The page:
The Federal Aviation Administration sees no reason why skydiving should not be allowed at South County Airport in San Martin, and has denied the County’s appeal to forbid Garlic City Skydiving from opening up on its premises.
In response, the County Board of Supervisors voted unanimously Tuesday to not appeal the FAA’s final determination. District 1 Supervisor Mike Wasserman confirmed the County has been directed to prepare a plan to allow skydiving to occur under certain conditions at the general aviation airport.
For Garlic City Skydiving owner Jeff Bodin, the 4.5-year battle with the county’s airport division is finally over.
“I want to open up the business,” said Bodin, who last week learned of the FAA’s favorable ruling and hopes to rebuild his strained relationship with the County. “I’m a Gilroy guy. I don’t want to move. South County Airport is ideal. It’s sparsely used. It’s a beautiful location.”
The County had a problem with skydivers landing near the airstrip situated close and parallel to U.S. 101, and argued that it’s unsafe for the skydivers, passing motorists and aircrafts taking off and landing. They also pointed to the fact that the airport operates as a reliever airport to the three Bay Area metropolitan airports for small, unscheduled flights.
However, the FAA – which previously did studies on the safety issue and said the findings don’t support the County’s take – concluded none of those are "persuasive arguments" to overturn its initial decision.
Bodin is still hesitant to call the FAA’s ruling a complete victory until the first plane loaded with skydivers is able to take off from the airport.
“I’m cautiously optimistic,” said Bodin, whose attorney, Richard Durden, has already reached out to the County about starting up the skydiving business in San Martin “as soon as possible so that a successful business can provide a benefit to both the County and Mr. Bodin.”
The Supervisors’ decision will also end federal sanctions preventing South County Airport, as well as the two other County-run airports (Palo Alto Airport and Reid-Hillview Airport in San Jose), from receiving valuable federal grant funds through its Airport Improvement Program (AIP). The county is entitled to $150,000 annually through the AIP. Those funds were being withheld due to non-compliance with federal guidelines.
Assistant Director Eric Peterson of County Airports said the grant money is “valuable” to airport upgrade projects such as the proposed pavement repair work for the runways and airplane taxi areas that have been put on hold.
“It’s still a waiting game,” Bodin insisted.
Bodin estimated that his thrill-seeking business would have generated half a million dollars in fuel costs and paid close to $50,000 in rent to the airport over the last 4.5 years. He estimates that his business will draw between 100 to 200 weekend visitors to the area and “provide a revenue stream for the City of San Martin, Gilroy and Morgan Hill.”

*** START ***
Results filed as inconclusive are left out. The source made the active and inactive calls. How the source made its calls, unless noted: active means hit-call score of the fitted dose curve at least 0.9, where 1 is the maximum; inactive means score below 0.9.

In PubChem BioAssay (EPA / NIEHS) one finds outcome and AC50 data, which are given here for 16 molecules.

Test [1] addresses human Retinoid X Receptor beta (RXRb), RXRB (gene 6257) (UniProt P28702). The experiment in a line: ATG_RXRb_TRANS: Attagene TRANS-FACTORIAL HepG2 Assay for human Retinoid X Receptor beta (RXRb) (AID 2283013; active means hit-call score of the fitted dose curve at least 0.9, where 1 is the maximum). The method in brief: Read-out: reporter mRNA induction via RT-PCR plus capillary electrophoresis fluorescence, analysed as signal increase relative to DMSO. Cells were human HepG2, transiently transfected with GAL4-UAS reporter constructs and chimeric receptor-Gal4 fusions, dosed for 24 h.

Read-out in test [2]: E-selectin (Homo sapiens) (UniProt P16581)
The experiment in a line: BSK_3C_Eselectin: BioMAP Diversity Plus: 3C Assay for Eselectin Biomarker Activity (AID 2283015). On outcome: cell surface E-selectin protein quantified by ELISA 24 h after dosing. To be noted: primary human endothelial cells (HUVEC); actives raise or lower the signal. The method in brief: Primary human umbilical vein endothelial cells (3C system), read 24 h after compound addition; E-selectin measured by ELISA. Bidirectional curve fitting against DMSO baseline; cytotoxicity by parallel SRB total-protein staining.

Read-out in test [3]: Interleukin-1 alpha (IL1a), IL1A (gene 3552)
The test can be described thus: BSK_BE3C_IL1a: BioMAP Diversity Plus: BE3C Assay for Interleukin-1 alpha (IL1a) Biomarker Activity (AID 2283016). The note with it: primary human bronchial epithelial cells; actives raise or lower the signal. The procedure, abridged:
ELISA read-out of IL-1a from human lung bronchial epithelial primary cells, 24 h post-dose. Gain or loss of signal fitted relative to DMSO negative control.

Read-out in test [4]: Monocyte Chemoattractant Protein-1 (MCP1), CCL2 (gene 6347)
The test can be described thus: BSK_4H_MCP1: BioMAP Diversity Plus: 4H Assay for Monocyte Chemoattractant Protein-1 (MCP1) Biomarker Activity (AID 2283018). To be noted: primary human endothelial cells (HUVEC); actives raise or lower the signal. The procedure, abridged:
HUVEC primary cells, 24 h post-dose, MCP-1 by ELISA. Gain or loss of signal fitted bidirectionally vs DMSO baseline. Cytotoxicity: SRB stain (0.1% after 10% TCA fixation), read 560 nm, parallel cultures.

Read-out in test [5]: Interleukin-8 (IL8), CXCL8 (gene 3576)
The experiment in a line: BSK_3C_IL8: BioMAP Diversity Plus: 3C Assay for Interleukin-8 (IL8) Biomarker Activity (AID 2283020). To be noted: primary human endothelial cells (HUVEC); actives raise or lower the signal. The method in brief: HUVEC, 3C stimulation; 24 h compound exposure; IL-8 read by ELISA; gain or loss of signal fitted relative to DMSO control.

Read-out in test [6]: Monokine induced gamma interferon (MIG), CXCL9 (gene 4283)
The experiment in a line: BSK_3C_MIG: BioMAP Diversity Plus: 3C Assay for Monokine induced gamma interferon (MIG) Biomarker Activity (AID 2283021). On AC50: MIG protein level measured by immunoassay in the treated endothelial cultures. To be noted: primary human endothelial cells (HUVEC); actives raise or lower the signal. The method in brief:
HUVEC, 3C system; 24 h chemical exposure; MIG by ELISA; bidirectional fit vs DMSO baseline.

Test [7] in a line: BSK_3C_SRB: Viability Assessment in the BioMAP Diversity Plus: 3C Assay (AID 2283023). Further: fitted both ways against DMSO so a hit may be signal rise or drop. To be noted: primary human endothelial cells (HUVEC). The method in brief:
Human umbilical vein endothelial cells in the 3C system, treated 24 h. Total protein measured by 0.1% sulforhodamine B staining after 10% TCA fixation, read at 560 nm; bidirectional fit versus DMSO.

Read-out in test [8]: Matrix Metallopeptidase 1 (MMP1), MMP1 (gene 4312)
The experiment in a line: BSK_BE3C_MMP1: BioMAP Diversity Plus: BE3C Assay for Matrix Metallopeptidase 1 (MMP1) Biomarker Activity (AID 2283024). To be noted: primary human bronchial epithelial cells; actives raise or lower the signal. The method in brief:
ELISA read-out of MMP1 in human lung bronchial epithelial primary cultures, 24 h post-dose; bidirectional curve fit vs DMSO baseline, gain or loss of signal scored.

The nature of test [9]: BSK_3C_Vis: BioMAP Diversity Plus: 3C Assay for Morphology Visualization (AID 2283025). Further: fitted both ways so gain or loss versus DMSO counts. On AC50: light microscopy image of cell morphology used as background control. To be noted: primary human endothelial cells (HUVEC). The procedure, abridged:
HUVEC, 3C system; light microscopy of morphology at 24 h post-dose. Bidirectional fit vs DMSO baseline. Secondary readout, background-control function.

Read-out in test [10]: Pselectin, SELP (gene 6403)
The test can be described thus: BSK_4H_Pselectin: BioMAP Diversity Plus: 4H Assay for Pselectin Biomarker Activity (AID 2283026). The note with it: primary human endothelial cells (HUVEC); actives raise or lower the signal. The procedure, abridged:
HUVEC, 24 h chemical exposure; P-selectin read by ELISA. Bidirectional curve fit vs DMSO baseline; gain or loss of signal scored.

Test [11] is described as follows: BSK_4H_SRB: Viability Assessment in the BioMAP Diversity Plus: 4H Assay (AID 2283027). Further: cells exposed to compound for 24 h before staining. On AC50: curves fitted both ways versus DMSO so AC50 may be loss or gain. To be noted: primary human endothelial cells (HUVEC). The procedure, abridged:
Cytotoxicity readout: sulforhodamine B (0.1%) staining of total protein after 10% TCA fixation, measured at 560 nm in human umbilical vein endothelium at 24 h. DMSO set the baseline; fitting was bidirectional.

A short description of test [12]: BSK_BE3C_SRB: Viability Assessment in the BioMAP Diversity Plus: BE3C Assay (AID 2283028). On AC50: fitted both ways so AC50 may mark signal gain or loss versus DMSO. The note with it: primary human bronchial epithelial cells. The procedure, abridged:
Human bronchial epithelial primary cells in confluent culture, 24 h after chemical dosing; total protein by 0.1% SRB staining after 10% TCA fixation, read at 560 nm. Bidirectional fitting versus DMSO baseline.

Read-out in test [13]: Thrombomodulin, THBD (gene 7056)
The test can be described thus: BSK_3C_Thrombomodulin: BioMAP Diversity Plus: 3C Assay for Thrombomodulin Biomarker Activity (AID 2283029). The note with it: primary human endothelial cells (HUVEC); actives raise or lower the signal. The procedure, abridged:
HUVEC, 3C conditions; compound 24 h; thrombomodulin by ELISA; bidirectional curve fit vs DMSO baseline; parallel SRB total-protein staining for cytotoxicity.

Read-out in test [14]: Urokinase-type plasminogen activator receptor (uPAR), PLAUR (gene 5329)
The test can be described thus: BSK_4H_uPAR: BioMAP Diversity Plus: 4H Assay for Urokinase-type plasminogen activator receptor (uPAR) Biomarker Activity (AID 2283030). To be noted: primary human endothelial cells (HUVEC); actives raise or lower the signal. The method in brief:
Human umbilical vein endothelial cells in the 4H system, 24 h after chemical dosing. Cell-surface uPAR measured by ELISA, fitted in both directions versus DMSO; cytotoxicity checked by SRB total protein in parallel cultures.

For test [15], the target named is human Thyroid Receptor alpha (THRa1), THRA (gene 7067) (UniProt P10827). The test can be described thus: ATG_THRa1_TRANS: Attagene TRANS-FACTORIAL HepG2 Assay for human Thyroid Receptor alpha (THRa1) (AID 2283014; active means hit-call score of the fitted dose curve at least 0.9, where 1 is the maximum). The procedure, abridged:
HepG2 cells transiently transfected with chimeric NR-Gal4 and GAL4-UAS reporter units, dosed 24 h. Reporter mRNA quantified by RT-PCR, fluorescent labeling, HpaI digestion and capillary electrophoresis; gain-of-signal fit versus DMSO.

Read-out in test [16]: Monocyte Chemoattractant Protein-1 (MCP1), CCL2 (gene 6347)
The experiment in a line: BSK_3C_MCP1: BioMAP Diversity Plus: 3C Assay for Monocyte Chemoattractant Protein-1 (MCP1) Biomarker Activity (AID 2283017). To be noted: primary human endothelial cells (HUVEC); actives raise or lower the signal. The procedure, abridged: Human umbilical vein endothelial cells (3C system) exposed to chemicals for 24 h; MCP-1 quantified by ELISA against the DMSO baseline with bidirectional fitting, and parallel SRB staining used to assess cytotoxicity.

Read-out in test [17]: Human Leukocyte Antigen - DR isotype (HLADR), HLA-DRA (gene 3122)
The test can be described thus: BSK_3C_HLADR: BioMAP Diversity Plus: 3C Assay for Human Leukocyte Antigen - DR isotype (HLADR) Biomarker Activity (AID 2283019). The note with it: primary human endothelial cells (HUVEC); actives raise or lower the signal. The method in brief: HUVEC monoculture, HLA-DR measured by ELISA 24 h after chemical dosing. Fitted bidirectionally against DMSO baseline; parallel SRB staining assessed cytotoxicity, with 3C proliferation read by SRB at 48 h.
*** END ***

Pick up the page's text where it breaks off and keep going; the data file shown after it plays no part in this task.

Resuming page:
In its final determination, signed Aug. 12 by Associate Administrator for Airports Christa Fornarotto, the FAA upheld its original Dec. 19, 2011 ruling stating that there is no reason why Garlic City Skydiving can’t use San Martin’s general aviation airport as its home base and landing spot for thrill-seeking customers.
In the County’s original response to Bodin’s complaint, which led to the federal grant sanctions, the County stated “the proposal creates a hazard to air traffic and to persons and property on the surface that cannot be mitigated.”
Magnum Aviation owner Gary Robinson, whose company runs a flight school, performs aircraft maintenance and is responsible for the upkeep of the taxi areas at the airport and leases airport land from the county, said his business has been negatively affected by the County’s stubbornness to allow skydiving. He believes skydivers “have every right to the airspace” and skydiving is “not any more hazardous than any other aeronautical activity.”
“I think they would be a good tenant,” said Robinson, who let Garlic City Skydiving out of its rental agreement after the County’s decision. “By (the County) stopping this, it has hurt our business.”
According to FAA spokesman Ian Gregor, it is not uncommon for skydivers to land on airport property. Federal regulations allow airport landings as long as there is prior approval from airport officials, the parachutist is at least 2,000 feet above the airport’s traffic pattern and a two-way radio is used for communication between the pilot and control tower.
At two other local airports in Watsonville and Hollister, where skydiving companies are allowed to operate, skydivers land at a designated area away from the airport property and are transported back. A skydiver from Hollister Skydive comes in for a landing at the landing strip on Quien Sabe Road just south of Hollister. The County had asked Bodin to follow that same procedure in order to start his new business in San Martin.
“The skydiving community is huge. There are 400 to 500 skydivers just in Bay Area alone,” concluded Bodin, who wants to provide a more convenient service to those customers instead of them having to travel to airports in Davis or Lodi. “We’re going to have a great community here in San Martin and become a very active and contributing member to the airport.”
Robinson, whose company has been at South County Airport for about eight years and has a long-term lease through Dec. 31, 2020, said the needed revenue from the fuel is only one thing they’ve missed out on. He added that just “getting people excited about aviation activities” could be a big boost for everyone at the airport.
“I really hate the idea that the County thinks they know more (than the FAA) and are dictating to us what is safe and not safe,” Robinson said. “It’s not like this is the first time this has been done at an airport.”